The Truth About Yohimbe
Can this herb boost your sex drive?
Where it comes from: Yohimbe is derived from the bark of a west African evergreen tree. Yohimbine is an active chemical (an alkaloid) found in said bark and is cultivated into supplement form. Yohimbine hydrochloride is a standardized form of yohimbine that is available as a prescription drug in the United States. These terms are all related but are interchangeable.
What it’ll do for you: “Yohimbe dilates the blood vessels and can lower blood pressure,” says Dr. Patrick M. Fratellone, an integrated physician with a practice in Manhattan. “So experts figured, if it can do that, it must give you an erection and treat erectile dysfunction.” Some proponents say that yohimbe extracts are powerful antioxidants that can prevent heart attacks, act as a stimulant and an anti-depressant, and an aid to weight loss. Here, a closer look at the key benefits:
- Treats erectile dysfunction: In some countries, the extract is used as a prescription drug to treat erectile dysfunction. A 2002 study in Germany found that pro-erectile effects of the bark extract may predominantly be caused by the yohimbe. But it’s unclear if the yohimbe is enough on its own to help.
- Aids in fat loss: Yohimbe and other alkaloids in the bark extract are said to block specific receptors that actually inhibit fat loss. A three-week study in 1991 observed 20 obese females on 1,000-calorie diets. They were given 20 mg of yohimbe each day and lost three pounds more than the group receiving placebos. Not a drastic weight loss, but enough to give experts hope that yohimbe can help with weight loss. Other studies have found that yohimbe increases the amount of non-esterified fatty acids, a result of fat breaking down. More research is needed.
Most other studies in the field are done using the drug yohimbine. Extracted chemicals are not the same as yohimbe bark. Studies with yohimbine are expected to give different results than studies that used the raw plant.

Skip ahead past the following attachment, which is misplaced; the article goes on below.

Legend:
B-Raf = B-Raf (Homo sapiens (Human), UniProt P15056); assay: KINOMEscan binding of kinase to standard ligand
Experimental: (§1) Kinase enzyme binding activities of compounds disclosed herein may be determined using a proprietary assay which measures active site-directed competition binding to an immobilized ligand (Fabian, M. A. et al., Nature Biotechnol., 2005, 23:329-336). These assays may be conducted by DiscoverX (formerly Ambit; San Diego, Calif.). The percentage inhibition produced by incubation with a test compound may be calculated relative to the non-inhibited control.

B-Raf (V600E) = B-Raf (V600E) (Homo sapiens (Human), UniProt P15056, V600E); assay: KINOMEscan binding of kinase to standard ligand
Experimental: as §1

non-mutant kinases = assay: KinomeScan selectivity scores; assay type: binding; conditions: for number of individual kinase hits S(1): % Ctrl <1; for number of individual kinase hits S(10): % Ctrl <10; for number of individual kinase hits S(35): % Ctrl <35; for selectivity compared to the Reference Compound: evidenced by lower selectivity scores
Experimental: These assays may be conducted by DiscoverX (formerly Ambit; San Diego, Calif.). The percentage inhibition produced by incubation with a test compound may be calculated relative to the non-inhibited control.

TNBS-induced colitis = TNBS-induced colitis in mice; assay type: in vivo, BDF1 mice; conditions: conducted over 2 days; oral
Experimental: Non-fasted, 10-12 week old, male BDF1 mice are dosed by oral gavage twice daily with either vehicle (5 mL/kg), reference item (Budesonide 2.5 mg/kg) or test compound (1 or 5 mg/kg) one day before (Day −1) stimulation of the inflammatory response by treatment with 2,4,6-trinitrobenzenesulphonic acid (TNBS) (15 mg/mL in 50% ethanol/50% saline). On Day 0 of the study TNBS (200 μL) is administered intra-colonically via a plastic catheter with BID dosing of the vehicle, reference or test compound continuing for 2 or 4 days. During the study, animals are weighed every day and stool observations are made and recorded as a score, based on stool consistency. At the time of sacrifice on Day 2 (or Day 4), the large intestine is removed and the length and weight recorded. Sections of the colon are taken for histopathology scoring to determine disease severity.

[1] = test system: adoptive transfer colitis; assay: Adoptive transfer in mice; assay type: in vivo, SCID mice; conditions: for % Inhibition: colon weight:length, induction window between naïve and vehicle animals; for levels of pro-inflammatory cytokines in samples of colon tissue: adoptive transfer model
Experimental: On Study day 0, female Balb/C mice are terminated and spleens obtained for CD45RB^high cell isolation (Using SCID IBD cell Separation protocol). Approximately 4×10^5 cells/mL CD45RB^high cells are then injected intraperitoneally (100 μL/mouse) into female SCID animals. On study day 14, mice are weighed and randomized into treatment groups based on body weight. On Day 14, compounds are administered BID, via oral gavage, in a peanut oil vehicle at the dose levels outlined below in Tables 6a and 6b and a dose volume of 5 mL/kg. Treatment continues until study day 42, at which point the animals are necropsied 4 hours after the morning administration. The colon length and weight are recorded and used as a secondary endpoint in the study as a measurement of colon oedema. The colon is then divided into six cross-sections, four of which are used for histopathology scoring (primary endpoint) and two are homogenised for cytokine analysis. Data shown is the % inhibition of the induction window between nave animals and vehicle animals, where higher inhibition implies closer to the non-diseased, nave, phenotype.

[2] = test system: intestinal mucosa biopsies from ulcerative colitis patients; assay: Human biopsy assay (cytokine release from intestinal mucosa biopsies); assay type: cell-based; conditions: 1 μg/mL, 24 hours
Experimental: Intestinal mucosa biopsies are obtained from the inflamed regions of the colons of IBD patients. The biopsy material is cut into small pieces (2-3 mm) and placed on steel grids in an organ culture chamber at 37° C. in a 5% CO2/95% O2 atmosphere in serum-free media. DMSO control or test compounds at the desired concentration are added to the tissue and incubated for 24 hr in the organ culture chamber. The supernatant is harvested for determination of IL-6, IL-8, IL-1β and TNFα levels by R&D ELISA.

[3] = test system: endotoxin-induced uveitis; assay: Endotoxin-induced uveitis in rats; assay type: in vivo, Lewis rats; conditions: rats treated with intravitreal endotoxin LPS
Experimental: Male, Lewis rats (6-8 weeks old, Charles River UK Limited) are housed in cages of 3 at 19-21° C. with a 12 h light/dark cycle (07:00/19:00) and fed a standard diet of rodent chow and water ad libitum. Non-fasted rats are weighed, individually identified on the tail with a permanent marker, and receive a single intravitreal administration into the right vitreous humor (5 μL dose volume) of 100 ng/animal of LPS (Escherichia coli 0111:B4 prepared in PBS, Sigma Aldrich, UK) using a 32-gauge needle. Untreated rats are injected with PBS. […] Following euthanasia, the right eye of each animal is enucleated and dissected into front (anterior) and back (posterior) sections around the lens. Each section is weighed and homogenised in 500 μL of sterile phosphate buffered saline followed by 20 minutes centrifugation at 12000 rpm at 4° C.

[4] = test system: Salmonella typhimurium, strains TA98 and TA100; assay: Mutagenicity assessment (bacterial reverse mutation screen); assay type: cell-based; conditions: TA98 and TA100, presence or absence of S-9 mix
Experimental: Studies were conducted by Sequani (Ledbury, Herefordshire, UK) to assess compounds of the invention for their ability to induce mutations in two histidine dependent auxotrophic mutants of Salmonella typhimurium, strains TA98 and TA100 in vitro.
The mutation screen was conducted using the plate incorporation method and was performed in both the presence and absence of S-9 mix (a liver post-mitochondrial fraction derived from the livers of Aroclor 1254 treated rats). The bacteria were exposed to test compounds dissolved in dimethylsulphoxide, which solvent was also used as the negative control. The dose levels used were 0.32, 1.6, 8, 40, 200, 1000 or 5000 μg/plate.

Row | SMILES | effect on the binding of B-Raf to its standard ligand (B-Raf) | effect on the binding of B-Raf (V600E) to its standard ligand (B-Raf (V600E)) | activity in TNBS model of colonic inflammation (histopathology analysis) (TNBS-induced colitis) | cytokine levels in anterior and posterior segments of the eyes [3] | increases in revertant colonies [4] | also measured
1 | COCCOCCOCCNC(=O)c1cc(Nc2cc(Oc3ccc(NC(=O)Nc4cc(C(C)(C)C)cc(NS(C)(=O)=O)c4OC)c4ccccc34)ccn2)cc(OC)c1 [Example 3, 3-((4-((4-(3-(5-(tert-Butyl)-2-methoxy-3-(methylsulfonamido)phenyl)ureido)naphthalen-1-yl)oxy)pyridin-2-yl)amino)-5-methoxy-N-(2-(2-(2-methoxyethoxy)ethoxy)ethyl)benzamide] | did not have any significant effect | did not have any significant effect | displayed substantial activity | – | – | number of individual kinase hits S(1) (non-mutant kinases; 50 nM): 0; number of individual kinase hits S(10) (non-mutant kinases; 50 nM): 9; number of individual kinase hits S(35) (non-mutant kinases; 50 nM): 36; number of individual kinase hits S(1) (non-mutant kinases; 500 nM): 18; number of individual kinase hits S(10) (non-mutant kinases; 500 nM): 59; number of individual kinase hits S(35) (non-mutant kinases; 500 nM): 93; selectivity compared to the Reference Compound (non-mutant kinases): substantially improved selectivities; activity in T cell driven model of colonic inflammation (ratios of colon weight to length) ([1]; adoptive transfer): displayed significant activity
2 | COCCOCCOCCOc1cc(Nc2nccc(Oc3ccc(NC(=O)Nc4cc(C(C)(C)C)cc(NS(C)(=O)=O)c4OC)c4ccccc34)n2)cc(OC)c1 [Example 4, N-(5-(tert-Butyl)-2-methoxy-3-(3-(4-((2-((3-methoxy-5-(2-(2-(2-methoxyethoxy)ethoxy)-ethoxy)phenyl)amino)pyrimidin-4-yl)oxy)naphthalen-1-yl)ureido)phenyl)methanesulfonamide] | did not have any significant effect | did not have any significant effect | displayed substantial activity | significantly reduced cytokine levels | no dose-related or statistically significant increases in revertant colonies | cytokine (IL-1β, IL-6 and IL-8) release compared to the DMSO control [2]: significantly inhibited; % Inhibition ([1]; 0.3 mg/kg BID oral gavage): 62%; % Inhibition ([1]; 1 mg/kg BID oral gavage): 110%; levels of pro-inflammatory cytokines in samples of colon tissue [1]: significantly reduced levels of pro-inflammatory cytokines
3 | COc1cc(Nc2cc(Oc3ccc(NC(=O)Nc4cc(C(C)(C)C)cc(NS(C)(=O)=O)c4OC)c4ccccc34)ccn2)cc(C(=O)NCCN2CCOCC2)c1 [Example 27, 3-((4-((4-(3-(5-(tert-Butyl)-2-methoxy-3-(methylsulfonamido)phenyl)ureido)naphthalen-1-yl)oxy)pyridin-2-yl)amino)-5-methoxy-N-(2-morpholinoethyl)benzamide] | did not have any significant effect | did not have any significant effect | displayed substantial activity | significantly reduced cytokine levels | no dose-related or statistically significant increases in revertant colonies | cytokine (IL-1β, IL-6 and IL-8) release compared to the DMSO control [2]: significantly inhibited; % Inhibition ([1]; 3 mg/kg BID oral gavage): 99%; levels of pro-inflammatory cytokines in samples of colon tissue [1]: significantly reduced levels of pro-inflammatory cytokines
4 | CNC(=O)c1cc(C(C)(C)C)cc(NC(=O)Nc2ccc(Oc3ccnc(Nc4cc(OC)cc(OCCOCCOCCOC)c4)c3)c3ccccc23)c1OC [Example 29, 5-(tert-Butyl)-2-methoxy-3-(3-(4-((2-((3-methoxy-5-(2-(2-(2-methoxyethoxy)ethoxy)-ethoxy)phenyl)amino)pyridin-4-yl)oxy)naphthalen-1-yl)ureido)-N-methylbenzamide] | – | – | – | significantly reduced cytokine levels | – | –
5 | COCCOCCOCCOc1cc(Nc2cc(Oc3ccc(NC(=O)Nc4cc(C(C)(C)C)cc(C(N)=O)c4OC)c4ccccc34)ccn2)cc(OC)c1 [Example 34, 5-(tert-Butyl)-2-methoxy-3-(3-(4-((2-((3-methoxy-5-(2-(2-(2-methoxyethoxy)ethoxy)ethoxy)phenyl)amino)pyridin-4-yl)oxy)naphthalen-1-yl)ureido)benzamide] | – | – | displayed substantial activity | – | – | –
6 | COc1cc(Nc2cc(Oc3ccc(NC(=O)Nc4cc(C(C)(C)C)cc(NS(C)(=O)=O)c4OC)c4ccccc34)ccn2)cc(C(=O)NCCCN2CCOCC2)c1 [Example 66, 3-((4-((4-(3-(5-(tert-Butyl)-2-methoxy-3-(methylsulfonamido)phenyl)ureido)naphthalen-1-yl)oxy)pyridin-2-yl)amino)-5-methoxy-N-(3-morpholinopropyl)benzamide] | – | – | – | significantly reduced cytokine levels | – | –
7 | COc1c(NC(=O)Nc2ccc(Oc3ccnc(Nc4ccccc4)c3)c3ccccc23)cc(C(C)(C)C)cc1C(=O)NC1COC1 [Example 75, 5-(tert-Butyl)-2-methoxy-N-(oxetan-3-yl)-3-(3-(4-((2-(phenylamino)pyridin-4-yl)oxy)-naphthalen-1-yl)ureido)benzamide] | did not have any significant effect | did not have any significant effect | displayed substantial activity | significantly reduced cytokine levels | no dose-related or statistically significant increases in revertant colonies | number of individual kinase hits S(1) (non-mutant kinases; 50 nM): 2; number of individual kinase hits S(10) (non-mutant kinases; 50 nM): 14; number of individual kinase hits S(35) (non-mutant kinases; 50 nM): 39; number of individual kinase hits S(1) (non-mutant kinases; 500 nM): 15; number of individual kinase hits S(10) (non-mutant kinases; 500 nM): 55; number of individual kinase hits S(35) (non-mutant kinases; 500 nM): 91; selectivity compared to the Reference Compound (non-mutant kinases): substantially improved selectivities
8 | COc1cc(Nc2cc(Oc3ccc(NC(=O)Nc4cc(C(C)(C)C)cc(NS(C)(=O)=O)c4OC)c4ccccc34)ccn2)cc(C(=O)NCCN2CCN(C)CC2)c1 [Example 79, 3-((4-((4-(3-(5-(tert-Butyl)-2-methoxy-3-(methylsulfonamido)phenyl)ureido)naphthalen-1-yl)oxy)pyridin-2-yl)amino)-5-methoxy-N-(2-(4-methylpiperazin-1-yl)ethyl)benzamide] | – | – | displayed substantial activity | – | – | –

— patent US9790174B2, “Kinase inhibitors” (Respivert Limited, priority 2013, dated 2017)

Suggested intake: “The problem with yohimbine is that you can’t regulate the amount in a dosage,” says Fratellone. “It all depends on what part of the tree it comes from, how it’s cultivated, how it’s exported, and so on. The amount of extract you get will vary.”
FDA researchers analyzed a number of over-the-counter yohimbe bark products. They found that the supplements contained only seven percent or less of the amount of yohimbine that would be found in actual yohimbe bark, which suggests that they contained little or no yohimbe. However, the prescription form of yohimbine is strictly regulated by the FDA. It is approved only for the treatment of impotence, and is available in tablets and capsules. For erectile dysfunction, 5.4 to 10 milligrams three times daily has been studied and regarded as generally safe.
Associated risks/scrutiny: “A dose of yohimbine that’s too big could drop your blood pressure, cause dizziness, facial flushing and nausea,” warns Fratellone.
Yohimbine and yohimbe bark may also increase heart rate and raise blood pressure.
“No one should experiment with herbs without talking to their doctor,” reminds Fratellone. “If you’re taking Flomax and you start taking yohimbe, you’re going to dilate your penal vessels and you’ll pee more.” Other potential interactions between yohimbe and other drugs and herbs should be considered. Some of these combinations may be dangerous.